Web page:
Second-generation metrosexuality is very obviously more body-centered and hardcore — or spornosexual. Young men today want to be wanted, not for their wardrobes, but for their bodies. Bodies they spend a great deal of time, effort, and money fashioning into hot commodities down at the gym, tanning salon, and designer tattoo parlor — and then uploading to the online marketplace of social media for “likes,” “shares,” and cutthroat comparisons with their pals.
It shouldn’t be so surprising. Today’s young men are growing up with a different idea of “normal,” in which European and Australian professional rugby players are happy to strip down and oil up. The highly homoerotic, highly provocative Dieux du Stade calendars of rugby players in the buff became only slightly less homoerotic when adapted by Dolce and Gabbana in their megabucks advertising campaigns starring the Italian World Cup soccer team. David Beckham and then Cristiano Ronaldo offered similar favors for Armani, followed by lithe Spanish tennis ace Rafael Nadal, who is currently filling out the Italian designer packet. And former Australian rugby league player Nick Youngquest is now the body and face — in that order — of Paco Rabanne.
Gays are no longer a despised or marginalized niche — they’re leverage. If you get the gays panting, you eventually get everyone else.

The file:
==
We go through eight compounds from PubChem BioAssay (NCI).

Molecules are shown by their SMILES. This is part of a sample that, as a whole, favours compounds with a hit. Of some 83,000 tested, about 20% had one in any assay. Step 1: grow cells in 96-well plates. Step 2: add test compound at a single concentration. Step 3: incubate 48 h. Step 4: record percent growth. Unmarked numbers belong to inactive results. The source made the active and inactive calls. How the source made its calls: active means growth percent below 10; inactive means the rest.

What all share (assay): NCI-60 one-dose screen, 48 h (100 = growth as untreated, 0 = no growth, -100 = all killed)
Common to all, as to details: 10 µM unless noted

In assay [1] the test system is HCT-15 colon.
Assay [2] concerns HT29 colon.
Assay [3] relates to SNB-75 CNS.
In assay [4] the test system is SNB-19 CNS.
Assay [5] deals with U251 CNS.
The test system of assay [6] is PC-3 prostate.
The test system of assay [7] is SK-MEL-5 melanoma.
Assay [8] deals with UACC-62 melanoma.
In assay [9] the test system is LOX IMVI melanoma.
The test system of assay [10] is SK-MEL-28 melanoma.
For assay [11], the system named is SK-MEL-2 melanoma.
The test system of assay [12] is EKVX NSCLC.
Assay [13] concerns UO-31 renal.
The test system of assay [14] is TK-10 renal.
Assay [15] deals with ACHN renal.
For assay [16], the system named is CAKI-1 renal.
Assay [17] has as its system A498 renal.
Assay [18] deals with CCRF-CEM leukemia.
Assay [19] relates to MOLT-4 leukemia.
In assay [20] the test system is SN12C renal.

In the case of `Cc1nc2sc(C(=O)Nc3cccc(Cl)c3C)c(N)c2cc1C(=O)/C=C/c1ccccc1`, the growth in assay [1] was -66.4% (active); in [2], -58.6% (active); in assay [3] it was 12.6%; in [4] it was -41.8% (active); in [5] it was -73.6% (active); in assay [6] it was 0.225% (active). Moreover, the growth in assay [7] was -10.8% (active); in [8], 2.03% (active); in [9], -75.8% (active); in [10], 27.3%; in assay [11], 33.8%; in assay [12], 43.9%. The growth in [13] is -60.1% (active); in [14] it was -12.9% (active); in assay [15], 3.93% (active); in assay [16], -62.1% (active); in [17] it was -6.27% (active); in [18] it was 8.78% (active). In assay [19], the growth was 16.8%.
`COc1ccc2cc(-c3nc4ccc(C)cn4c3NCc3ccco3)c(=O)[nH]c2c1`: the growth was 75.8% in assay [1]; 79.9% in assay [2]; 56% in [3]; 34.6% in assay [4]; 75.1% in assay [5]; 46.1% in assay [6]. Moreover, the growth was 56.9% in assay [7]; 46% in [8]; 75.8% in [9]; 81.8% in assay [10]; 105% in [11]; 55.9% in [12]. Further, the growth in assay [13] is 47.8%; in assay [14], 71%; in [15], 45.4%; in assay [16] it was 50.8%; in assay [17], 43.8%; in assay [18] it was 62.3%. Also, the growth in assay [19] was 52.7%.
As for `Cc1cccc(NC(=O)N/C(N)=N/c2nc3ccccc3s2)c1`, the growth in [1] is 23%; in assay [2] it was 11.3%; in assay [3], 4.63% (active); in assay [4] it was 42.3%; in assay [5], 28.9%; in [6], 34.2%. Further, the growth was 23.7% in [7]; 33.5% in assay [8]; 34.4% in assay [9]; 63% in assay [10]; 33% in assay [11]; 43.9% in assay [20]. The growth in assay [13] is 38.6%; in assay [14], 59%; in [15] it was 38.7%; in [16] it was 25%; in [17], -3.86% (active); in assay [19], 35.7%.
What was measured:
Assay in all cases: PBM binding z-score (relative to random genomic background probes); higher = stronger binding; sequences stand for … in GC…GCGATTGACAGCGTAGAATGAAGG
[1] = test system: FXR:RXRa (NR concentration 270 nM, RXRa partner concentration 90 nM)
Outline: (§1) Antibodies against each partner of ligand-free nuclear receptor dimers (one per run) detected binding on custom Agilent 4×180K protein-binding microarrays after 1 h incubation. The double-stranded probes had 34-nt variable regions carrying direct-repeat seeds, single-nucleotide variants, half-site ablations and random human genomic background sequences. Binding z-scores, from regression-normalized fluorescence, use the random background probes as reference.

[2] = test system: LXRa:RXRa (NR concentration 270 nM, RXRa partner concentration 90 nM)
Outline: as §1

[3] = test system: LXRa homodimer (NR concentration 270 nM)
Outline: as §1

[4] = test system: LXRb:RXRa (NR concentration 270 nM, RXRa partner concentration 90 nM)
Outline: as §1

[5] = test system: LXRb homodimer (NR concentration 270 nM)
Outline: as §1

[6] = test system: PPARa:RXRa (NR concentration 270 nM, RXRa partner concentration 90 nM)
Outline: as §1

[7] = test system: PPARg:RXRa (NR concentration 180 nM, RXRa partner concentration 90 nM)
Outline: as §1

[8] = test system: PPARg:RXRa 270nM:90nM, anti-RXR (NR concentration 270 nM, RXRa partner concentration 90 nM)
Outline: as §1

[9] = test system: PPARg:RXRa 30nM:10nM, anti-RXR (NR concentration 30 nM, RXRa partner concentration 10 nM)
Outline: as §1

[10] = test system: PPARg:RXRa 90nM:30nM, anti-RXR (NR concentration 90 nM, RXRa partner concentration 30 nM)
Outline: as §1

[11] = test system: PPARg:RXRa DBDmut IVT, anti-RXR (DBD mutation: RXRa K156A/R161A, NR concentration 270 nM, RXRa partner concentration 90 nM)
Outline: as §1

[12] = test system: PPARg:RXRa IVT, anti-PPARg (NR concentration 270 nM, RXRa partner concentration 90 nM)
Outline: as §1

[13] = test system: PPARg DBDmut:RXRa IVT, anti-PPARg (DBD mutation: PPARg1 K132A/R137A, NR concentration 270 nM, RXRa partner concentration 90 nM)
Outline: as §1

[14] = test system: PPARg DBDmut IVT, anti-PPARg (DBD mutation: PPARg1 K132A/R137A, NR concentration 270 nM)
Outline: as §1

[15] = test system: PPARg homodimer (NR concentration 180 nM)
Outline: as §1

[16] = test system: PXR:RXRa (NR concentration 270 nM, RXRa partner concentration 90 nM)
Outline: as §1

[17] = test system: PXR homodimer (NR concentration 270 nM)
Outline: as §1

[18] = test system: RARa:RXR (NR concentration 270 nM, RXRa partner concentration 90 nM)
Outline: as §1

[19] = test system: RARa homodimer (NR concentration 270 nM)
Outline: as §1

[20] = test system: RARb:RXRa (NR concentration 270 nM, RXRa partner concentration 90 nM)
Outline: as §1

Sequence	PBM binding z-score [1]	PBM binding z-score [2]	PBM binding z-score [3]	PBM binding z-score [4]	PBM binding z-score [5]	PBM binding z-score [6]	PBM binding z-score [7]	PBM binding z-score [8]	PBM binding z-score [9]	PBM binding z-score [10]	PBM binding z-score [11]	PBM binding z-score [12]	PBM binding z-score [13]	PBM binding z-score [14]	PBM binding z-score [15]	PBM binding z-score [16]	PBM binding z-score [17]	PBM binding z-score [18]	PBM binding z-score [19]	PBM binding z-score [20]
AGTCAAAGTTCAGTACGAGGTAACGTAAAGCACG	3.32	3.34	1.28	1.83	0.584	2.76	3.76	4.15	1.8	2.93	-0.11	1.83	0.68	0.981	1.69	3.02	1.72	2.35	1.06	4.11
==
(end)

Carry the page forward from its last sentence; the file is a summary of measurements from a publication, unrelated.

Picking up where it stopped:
David Gandy, possibly the world’s only male supermodel who isn’t a professional athlete, has a darkly handsome, model-perfect face. But his sensual, athletic, beautiful body is his calling card. So it is entirely apt that he was “made” by Mr. & Mr. D&G, who cast him in their famous 2007 “Light Blue” campaign, in a boat off Capri, wearing scandalously abbreviated D&G swim trunks, glistening in the sun and lying back, hands behind his head, awaiting our attention. He was accompanied by a foxy lady (Marija Vujovic), but he was the unquestioned object of the camera’s gaze.
Seven years on, it’s still his trademark. In a clip for Gandy’s recent Autograph underwear campaign, the camera, in extreme close-up, licks down his naked torso towards his naked, shaved groin — then fades out just in time.
It’s clear to anyone who wants to notice that in the spornosexual 21st century, the male body has been radically redesigned. With the help of some “objectifying” blueprints from Tom of Finland, it is no longer simply an instrumental thing for extracting coal, building ships, making babies, fighting wars, and taking the trash out. Instead it has become a much more sensual, playful thing for giving and especially receiving pleasure.